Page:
Ongoing investments in in-house extrusion help drive finished product quality while reducing delivery time.

Since the company was founded in 1995, Allied Plastics has looked to outside vendors for the millions of pounds of polyethylene sheets its manufacturing operation consumes each year. But over the past few years, the company hasn’t had to look much farther than its own production floor.

Allied Plastics established an in-house plastic sheet extrusion operation in 2017. It was an entirely new venture for the thermoforming company. But thanks to some thorough preparation and strong leadership, the extrusion operation was quickly molded into a versatile, highly productive segment of the business in just a few years.

Building on that initial success, a second extrusion line was placed into operation in August 2020.

“We got into the extrusion business because it made a lot of financial sense,” says Tim Neal, co-owner of Allied Plastics. “But the real reason we got into it was to better control our product quality, inventory levels and lead times.”

Extrusion line capabilities

During the plastic extrusion process, plastic pellets are mixed, melted and conveyed into a dye that turns the plastic into a sheet profile. That sheet profile then goes through a set of embossing rollers that takes some of the heat out of the plastic while also giving it some thickness and texture. Those sheets are ultimately utilized in Allied Plastics’ thermoforming and vacuum forming processes to create a variety of finished plastic products for clients in a variety of industries.

Allied Plastics’ first extrusion line is capable of producing custom sheets up to 120”W x 200”L and 0.060” to 0.500” gauge thick. A variety of plastic types are regularly utilized including HDPE, HMWPE, TPO, high and low-gloss ABS, styrene and others. Finished textures include smooth, haircell and levant.

Line 1 has co-extrusion capability, allowing it to produce multi-layer sheets such as one color over another, acrylic over ABS, and crystal styrene over styrene. Line 1 also has laminating capability, allowing it to apply various films including korad, claircap, poly-stripe, printed-mono poly and printed-mono acrylic.

The second extrusion line features a slightly smaller machine that is set up to handle polyethylene, producing custom sheets up to 72”W and 0.060” to 0.500” gauge thick. Line 2 also has laminating capability.

Expanding into extrusion takes a big commitment

For Allied Plastics, the expansion into extrusion was several years in the making. As the company continued to diversify and grow, the volume of plastic sheeting it was purchasing grew just as quickly. The benefits of vertical integration became increasingly appealing, and an investment in its own extrusion equipment became easier to justify.

“One of the reasons we were able to quickly branch into sheet extrusion was that we were able to hire a very experienced person to help lead the effort,” Neal says in reference to Mike Orr, Allied Plastics’ extrusion manager. “We have always employed talented thermoforming professionals who understood the extrusion process, but didn’t necessarily know how to operate the specialized machinery.”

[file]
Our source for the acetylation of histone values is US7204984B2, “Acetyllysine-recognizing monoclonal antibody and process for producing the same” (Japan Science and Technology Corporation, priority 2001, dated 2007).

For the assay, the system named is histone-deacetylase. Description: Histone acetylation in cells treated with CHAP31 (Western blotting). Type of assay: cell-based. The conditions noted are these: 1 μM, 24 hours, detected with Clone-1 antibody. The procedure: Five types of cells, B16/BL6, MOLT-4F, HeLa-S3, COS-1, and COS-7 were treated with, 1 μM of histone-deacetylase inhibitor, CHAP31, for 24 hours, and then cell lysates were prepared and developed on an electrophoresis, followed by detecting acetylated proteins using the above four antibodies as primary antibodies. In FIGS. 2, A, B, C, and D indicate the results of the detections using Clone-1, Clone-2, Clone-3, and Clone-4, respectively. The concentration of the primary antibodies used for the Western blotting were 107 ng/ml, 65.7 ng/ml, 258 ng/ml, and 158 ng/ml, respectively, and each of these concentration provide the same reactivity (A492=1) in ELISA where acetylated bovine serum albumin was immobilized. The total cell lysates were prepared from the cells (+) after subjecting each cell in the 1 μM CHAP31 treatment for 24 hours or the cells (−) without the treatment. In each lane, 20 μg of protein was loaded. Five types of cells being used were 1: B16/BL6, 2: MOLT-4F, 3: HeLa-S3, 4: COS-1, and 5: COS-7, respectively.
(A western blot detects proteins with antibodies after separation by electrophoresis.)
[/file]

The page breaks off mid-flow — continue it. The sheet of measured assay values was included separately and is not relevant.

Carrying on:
Orr joined the company in 2016. He spent his first year developing equipment specs and collaborating with a manufacturer to have a piece of extrusion equipment custom built for Allied Plastics’ operation.

“We produce quite an array of finished plastic products in a wide range of sizes,” Neal points out. “Sometimes we need plastic sheets as small as 2-square-feet, and sometimes we need sheets as large as 8-foot x 14-foot. We also have more than 3,000 different tool sizes.”

“The challenge was finding an extrusion machine that could accommodate most of the sheet sizes and thicknesses we were already running,” Orr says. “You won’t find that kind of machine unless you have it custom built. So that’s what we did.”

In-house extrusion benefits Allied Plastics — and its customers

Now with two extrusion lines fully operational, Allied Plastics has been able to look internally for an increasingly larger share of the plastic sheeting it needs to produce finished products for customers.

It’s important to note that Allied Plastics continues to work with a handful of valued vendors to satisfy some of its sheeting needs. That said, the benefits of bringing extrusion in-house have been unmistakable.

“The biggest thing now is that we control the quality,” Orr emphasizes. “We can see things as they are happening on the extrusion line, so the feedback is instantaneous. We can make tweaks as necessary, and then immediately repeat a process to get it perfect. The result is better quality and less scrap in less time. That is good for both Allied Plastics and our customers.”

In-house extrusion has also given Allied Plastics an added degree of flexibility.

“In-house extrusion allows us to do a lot of R&D work for our customers to improve their products,” Neal says. “For example, we are now able to test different types of materials for our customers. That provides a huge advantage in our quest to develop the perfect solution for a given application.”

“That is pretty difficult to do when you’re relying on an outside vendor for your sheets,” adds Jon Larson, OEM sales manager for Allied Plastics. “It wouldn’t be cost-effective to ask a vendor to give us four different formulations, for instance, so we could compare them and determine which is best. But internally, we can do that. We’ve been able to come up with different colors, patterns and material mixtures for many of our customers.”

It took 22 years of being in business before Allied Plastics brought extrusion in-house. But now that they’ve seen the benefits, they wouldn’t have it any other way.

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